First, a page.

Humanities Place in Higher Education Discussed

    University of Scranton President Rev. Scott R. Pilarz, S.J., discussed “The Humanities: Now More Than Ever” at an Oct. 18th lecture presented by Schemel Forum in collaboration with the University’s Office of the President.
    October 23, 2018
    By: Eric Eiden ’19, student correspondent

    “I do not think it is an overstatement to claim that the role of the humanities and liberal arts in the contemporary university is the most pressing issue facing the president of any University, especially a Catholic and Jesuit University,” said Rev. Scott R. Pilarz, S.J., president of The University of Scranton at a talk presented by the Schemel Forum in collaboration with the Office of the President. Father Pilarz presented “The Humanities: Now More Than Ever” at the lecture held on Oct. 18 on campus.

    “It is obvious, as it has been for some time, that humanities and liberal arts are on the run across the landscape of American higher education and, in fact, American culture at large,” Father Pilarz said.

    Humanities and liberal arts classes have been decreasing in most colleges and universities across America, according to Father Pilarz. He made a case for important role the humanities and liberal arts play in higher education by first referencing the history of St. Ignatius Loyola.

    “Ignatius returned to school in his 30s to learn Latin. Subsequently, he studied at several European universities but found the model of education at those universities wanting,” Father Pilarz said. “Instinctively, Ignatius wanted a more engaged educational experience, rounded especially in classical literature and philosophy.”

    Ignatius found this rounded education at the University of Paris and lived in Paris for seven years.

    “Throughout his years in Paris, Ignatius and his companions encountered a radically new educational paradigm,” Father Pilarz said. “The paradigm understood education as a dynamic process and that the study of fundamental disciples, the liberal arts and humanities, would lead ultimately to greater focus on more sophisticated subjects.”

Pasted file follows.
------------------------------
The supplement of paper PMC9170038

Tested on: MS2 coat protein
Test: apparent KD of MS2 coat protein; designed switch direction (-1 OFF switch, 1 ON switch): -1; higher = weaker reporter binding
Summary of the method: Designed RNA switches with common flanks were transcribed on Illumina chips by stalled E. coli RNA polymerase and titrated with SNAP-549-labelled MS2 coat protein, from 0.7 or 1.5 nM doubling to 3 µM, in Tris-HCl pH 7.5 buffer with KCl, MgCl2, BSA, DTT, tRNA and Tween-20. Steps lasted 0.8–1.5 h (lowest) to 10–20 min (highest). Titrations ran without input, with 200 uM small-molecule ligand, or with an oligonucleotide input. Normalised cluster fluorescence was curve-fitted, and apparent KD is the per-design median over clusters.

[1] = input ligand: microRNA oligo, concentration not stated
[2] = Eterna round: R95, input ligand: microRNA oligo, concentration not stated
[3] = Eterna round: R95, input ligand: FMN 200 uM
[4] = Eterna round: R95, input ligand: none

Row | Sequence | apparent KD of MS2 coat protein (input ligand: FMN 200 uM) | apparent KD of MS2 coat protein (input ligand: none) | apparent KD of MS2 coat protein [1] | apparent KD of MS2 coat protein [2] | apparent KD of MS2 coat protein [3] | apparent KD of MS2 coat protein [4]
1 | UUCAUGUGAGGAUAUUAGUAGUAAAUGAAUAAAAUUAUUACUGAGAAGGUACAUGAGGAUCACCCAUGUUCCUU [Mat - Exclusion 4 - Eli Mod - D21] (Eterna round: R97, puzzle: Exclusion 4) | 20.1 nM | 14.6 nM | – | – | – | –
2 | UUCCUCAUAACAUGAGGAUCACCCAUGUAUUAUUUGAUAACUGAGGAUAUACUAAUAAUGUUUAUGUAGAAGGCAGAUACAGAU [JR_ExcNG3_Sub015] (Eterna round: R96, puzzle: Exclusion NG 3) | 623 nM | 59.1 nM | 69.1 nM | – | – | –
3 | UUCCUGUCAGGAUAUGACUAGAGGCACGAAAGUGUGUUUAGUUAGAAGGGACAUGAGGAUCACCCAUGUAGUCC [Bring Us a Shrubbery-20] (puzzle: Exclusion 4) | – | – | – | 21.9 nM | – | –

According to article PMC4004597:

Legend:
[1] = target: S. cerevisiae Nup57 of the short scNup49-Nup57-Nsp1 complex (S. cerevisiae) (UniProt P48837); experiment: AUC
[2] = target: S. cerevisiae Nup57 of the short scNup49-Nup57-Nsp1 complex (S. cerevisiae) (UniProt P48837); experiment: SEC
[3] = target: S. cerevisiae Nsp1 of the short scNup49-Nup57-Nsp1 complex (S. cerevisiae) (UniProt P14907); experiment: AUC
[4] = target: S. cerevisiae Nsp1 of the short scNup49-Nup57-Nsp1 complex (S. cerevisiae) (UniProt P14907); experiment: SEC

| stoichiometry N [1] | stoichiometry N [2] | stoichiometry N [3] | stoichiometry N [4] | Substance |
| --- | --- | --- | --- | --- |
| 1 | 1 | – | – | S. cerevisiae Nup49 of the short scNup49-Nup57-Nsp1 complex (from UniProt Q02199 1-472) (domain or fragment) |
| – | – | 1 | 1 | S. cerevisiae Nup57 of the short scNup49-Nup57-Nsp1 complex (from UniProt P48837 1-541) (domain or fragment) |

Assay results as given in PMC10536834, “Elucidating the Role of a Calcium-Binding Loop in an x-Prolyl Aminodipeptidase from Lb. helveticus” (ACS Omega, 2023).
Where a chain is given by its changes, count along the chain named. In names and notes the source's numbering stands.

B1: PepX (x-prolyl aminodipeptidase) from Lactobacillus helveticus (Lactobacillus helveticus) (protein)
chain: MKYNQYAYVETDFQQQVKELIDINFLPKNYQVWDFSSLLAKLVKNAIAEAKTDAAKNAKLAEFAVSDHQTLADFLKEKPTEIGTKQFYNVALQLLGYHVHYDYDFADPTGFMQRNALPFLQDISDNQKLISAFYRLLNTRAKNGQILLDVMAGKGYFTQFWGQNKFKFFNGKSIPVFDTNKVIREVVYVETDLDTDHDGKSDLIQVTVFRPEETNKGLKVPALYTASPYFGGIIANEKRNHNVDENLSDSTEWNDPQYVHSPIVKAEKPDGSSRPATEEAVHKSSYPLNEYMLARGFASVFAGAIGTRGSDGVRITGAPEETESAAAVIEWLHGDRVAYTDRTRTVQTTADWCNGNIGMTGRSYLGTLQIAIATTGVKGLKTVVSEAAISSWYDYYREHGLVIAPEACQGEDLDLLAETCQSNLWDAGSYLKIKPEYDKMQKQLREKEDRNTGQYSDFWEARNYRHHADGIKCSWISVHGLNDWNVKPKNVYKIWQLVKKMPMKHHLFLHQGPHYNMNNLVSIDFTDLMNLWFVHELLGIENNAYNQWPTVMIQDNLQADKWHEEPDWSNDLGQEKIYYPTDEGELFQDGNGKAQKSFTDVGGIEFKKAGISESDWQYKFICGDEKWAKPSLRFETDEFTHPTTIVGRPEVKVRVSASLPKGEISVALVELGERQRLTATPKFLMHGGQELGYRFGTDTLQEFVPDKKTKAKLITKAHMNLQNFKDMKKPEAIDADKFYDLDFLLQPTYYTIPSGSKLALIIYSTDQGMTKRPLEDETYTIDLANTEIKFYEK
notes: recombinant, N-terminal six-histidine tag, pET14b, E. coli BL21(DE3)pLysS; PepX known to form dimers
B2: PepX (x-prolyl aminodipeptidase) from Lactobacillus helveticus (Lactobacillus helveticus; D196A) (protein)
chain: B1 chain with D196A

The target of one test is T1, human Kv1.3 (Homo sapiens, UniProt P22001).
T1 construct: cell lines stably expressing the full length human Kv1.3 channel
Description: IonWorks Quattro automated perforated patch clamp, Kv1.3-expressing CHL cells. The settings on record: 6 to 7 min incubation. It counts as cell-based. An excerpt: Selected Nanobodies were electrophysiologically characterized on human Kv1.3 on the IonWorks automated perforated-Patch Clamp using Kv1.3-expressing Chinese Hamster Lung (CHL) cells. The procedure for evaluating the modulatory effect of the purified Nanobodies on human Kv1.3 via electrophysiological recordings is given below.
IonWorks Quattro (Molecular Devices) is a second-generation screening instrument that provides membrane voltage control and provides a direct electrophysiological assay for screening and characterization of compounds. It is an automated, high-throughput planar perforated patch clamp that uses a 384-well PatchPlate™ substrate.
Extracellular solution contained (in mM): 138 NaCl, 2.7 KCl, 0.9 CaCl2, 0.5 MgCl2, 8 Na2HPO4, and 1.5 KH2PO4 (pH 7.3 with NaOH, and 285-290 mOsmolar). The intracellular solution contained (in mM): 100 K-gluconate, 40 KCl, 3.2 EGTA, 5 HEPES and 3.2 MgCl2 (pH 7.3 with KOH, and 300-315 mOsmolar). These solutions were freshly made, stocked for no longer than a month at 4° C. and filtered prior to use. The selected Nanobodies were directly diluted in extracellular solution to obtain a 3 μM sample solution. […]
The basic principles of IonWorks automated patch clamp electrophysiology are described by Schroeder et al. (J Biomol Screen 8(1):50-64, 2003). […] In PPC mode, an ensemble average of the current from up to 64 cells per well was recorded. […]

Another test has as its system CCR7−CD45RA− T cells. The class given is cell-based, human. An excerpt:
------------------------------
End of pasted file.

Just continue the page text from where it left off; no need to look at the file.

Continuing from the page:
Father Pilarz discussed the two educational institutions the Jesuits used: the college and the university.

    “The first was the college, which humane letters, languages and a little bit of Christian doctrine formed the curriculum,” Father Pilarz said. “The second was the university, where the higher disciplines taught logic, metaphysics, ethics, some rudimentary sciences, mathematics and theology.”

    This was the basis for the first Jesuit schools that allowed students to engage more in their classes, according to Father Pilarz.

    “This gave to the Jesuits an organized plan for the progress of students through increasingly complex materials and a codification of pedagogical techniques designed to solicit active response from the learner,” Father Pilarz said. “In the end, the first Jesuits with their emphasis on humanities and liberal arts sought to move students to an interior appropriation of ethical values.”

    This gave Jesuit students, who went to these schools, a desire to take part in their community after education.

    “Out of the schools, Jesuits came to understand themselves to have a role the shaping of culture,” said Father Pilarz.

    Eric Eiden ’19, Throop, is a journalism/electronic media major at The University of Scranton.
    Eric Eiden ’19, Throop, is a journalism/electronic media major at The University of Scranton.
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